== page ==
Violent Trauma, Culture, and Power

An Interdisciplinary Exploration in Lived Religion

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Michelle Walsh
  • London, England: 
    Palgrave Macmillan
    , February
     332 pages.
     For other formats: Link to Publisher's Website.


Michelle Walsh self-identifies as "an urban clinical social worker and urban minister, as well as a practical theologian" in the Unitarian Universalist tradition whose spirituality and theology are informed by Zen Buddhism (viii-ix). Violent Trauma, Culture, and Power is an interdisciplinary, comparative analysis of two cases studies conducted in communities with whom Walsh has extensive prior ties. After two and a half decades of social work and ministry with Boston communities, Walsh is not an anthropologist who drops in on a whim to objectify others' lives and suffering. This organic participation in each context lends the work its depth of questioning, and its finely tuned alternations between intimate depiction and respectful distance.

The case studies follow two communities reckoning with traumatic loss from gun violence. The Louis D. Brown Peace Institute (LDBPI) was co-founded by the mother of the child for whom it is named. The story of Louis D. Brown, who was active in anti-violence work but was killed at 15 in crossfire from a conflict between gang members, is ritually repeated in trainings as an act of both commemoration and pedagogy (53-54). Walsh examines the ways that LDBPI navigates collaborating with clinicians and public health experts while centering the experiences and wisdom of community members. A survivor-led organization, LDBPI, teaches that “each person first must learn to foster peace within, so that one then can foster peace out in the larger community” (55). From financial assistance to sand garden play, LDBPI aims to provide survivors with resources to find a peace that can carry outward into their personal lives and civic engagements (218).

In contrast to this ongoing grappling with chronic patterns of tragedy, trauma in the second case issued from a single, unprecedented incident of violence. The Tennessee Valley Unitarian Universalist Church of Knoxville (TVUUC), is a Unitarian Universalist congregation known for its liberal political leanings, history of civil rights activism, and practices of welcoming members regardless of sexual orientation (66-67). In 2008, a gunman, who by his own account targeted the church for its political views, opened fire during a children’s musical theater performance (71). Walsh studies the communal process of the congregation, as well as that of the Unitarian Universalist Trauma Response Ministry that offered assistance.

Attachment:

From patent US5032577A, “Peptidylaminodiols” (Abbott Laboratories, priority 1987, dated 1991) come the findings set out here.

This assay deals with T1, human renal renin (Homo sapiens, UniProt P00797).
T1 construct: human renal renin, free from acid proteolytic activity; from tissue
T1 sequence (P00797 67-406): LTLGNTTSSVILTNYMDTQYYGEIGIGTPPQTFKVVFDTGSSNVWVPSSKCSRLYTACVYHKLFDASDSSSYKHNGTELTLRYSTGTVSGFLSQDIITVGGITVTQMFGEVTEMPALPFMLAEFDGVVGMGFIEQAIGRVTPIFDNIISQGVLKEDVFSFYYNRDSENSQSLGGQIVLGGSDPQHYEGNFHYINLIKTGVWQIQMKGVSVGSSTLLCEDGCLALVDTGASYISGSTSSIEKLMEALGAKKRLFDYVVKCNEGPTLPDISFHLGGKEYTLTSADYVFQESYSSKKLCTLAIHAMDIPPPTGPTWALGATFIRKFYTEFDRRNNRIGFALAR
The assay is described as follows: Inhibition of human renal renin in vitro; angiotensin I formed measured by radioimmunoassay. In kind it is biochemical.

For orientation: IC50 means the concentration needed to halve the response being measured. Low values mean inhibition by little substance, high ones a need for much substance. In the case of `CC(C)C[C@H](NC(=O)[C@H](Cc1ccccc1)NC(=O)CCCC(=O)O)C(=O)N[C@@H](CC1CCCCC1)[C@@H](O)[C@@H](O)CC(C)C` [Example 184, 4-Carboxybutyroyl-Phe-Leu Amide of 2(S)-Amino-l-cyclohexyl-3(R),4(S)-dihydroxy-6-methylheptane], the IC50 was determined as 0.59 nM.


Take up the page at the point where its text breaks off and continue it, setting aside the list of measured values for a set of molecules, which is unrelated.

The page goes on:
These case studies offer comparative narratives across lines of racial and class privilege. Most of the survivors engaged with the LDBPI are African American and many struggle financially, while the TVUUC is a predominantly white and affluent congregation. Walsh reflects extensively on how privilege and oppression, along with particular collectivities’ strategies and leadership, shape understandings of violent trauma. This monograph engages an impressive breadth of theological and social scientific literature. It also offers a strong articulation of the challenges and promise of interdisciplinary scholarship that has implications extending well beyond theology and studies of religion.

Walsh turns to the terms “queer” and “borderlands” in order to describe her experiences of cultural ambiguity and liminality as a white social worker and minister whose work spans urban and suburban, economically oppressed and affluent, black and white-majority settings. Walsh’s use of both would be enhanced by acknowledging how these concepts have intertwined elsewhere, and by assessing their theoretical resonances across various phenomena and discourses.